But I’m the heavy favorite in the candle dance. In this event, couples dance while holding a lighted candle. They must blow the others’ out while protecting their own. With my height advantage, all I have to do is hold ours over my head. Well, guess who’s eliminated first? I’m so intent on waving it away from the others that my movements blow it out.

After the games, a DJ plays disco. When nobody ventures out on the floor, the emcee calls out. “Sir John, where are you? Sir John, will you please come out on the dance floor.”

Got down, got funky.

I don’t think I left it the next two hours. At one point, a tall, statuesque woman joins the circle dance I’m in and attaches herself to me the rest of the evening. She dances great and looks better. But doesn’t say much except that she’s the niece of one of the teachers, whose name I stupidly forget. 

During a break, I turn around and she’s gone. She left, someone says. I never got her name. I spend the rest of the evening tracking down every teacher before I find the one she’s related to. “Sorry,” she tells me. “She’s married.”

Everybody loves a parade.

The next morning the town park is bedecked with floats, bands, and more than a thousand costumed students as the town prepares for the parade. It’s scorching when we get underway. We walk at least two miles — up near the mountains, through several barangays, and then back in a roundabout way to the town center. Along the way, onlookers, construction crews, and schoolyards full of kids wave. At one point, I hear a “Sir John!” chorus from the sidewalk. The youngsters I play badminton with every afternoon.

Then it’s back to the Quadrangle for the mass demonstration competition. These dance routines are basically the same as cheerdancing except the students are in groups of 100 or more. The senior squad’s coach, who’d bellowed at them day after day, trembles from head to foot as his team takes the floor. Not only do they get everything right, but their signature closing routine, in which successive rows of students link arms and wave up and down like snakes, propels the crowd from their seats. They take first prize.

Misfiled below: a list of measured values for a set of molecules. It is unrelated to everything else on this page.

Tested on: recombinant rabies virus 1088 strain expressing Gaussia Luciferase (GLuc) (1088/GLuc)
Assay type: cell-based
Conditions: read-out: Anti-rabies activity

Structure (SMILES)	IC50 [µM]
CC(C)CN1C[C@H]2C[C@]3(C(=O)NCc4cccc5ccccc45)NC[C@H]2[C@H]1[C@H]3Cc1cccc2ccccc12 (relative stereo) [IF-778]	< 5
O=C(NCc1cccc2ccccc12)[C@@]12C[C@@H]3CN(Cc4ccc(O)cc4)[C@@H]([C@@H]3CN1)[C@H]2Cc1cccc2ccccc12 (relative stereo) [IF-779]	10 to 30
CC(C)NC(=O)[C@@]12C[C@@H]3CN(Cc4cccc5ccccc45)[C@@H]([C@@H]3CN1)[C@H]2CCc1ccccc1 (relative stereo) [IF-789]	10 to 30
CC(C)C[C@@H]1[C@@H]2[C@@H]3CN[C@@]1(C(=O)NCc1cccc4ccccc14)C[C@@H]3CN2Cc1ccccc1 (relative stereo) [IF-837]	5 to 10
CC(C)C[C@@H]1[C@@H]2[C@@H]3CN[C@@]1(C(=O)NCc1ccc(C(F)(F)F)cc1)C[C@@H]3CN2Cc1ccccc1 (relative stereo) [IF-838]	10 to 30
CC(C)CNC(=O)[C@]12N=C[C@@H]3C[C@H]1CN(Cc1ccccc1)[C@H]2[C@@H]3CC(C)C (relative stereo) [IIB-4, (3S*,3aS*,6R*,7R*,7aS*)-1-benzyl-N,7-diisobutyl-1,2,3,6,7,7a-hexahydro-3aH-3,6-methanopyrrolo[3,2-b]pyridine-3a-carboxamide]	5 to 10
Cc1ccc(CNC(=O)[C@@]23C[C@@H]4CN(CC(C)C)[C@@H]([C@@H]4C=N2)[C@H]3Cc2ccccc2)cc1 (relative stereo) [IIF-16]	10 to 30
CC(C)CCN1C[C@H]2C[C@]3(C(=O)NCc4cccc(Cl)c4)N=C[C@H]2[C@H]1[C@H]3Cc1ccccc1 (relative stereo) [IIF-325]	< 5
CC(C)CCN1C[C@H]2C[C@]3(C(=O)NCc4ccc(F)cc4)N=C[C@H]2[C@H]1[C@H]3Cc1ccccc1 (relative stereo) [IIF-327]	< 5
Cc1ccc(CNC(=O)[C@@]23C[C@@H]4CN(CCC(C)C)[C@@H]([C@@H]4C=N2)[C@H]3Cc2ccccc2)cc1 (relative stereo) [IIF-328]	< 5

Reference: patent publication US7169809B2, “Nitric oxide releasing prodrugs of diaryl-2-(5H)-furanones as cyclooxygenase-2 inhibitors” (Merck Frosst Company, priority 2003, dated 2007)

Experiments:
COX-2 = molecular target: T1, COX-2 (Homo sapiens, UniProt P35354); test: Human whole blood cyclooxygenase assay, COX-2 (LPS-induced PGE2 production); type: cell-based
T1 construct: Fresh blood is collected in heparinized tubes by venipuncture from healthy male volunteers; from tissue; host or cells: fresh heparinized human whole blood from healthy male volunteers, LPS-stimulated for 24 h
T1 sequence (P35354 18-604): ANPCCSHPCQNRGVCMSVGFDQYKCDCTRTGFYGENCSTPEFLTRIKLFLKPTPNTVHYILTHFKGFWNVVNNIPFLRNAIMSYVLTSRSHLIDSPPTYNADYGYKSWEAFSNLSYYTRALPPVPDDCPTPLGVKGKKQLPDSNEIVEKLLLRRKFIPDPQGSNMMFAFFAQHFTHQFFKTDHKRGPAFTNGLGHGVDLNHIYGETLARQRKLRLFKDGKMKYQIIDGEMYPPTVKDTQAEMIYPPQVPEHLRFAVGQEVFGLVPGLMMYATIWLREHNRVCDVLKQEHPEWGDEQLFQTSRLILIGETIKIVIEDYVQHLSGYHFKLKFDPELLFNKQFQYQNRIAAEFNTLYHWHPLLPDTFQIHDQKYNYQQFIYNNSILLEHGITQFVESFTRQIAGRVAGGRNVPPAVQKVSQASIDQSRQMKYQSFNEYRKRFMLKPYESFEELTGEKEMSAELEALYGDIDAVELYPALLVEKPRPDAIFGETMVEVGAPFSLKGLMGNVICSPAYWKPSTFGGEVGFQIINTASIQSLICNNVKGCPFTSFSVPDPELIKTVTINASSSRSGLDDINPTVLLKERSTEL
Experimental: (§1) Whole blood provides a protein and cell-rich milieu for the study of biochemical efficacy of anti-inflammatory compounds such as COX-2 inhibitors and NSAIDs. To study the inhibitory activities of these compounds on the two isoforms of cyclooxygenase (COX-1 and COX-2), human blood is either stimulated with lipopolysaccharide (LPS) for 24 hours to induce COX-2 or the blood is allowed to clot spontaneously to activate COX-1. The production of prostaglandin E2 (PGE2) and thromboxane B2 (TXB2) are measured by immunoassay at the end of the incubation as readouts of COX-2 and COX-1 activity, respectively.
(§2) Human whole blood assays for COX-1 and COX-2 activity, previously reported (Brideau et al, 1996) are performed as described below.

I look at the teacher I’ve been talking to through all the practices. “I now believe in miracles.”

The finale is the crowning of Miss Sibulan. From what I’ve observed, no country in the world does more beauty pageants, or does them better, then the Philippines. Any excuse at all warrants a pageant: a store opening, a good harvest, a Tuesday. What I see this night makes what I remember of my Miss Pasadena High School contest 45 years ago ludicrous by comparison. Pasadena is rich; Sibulan is poor. PHS boasted 4,000 students (1,500 in the senior class alone); SNHS barely tops 1,000. Pasadena’s pageant was held in the musty gym with one disco ball and a faulty sound system and lasted 20 minutes; Sibulan’s is a Hollywood production with professional videos projected on two enormous screens, appearances by the mayor and vice mayor, Academy Award-like set decoration, professionally choreographed talent numbers, and spectacular gowns.

But what’s really cool is when they ask me to come up on stage and drape a sash over Miss Congeniality.

Miss Sibulan 2010

December 17-25, 2010
In the Philippines, the first Christmas decorations appear in stores in September. I will repeat that. September. On our last day of school before Christmas break, the campus is adorned in balloons, garlands, Christmas stars, lighted trees (plastic; there are no pine trees here, sniff), and tables of food and presents. Each classroom will have its own party with food, games, and gifts.

The younger kids are dressed casually; the third- and fourth-year students are formal. In the weeks leading up to the holiday, nearly every classroom invited me to their room to take part in their activities, so I spend the morning making the rounds.

I start with the second campus because that’s where my favorites, the younger students, are. I step into each doorway to shrieks of joy, rock music, and games that I never got to play in high school: tomato dance (pairs dance while holding a tomato between their heads), musical hugs (when music stops, girls hug the nearest boy), and musical straws (girls with straws in their mouths try to insert them into soda pop bottles held between boys’ legs).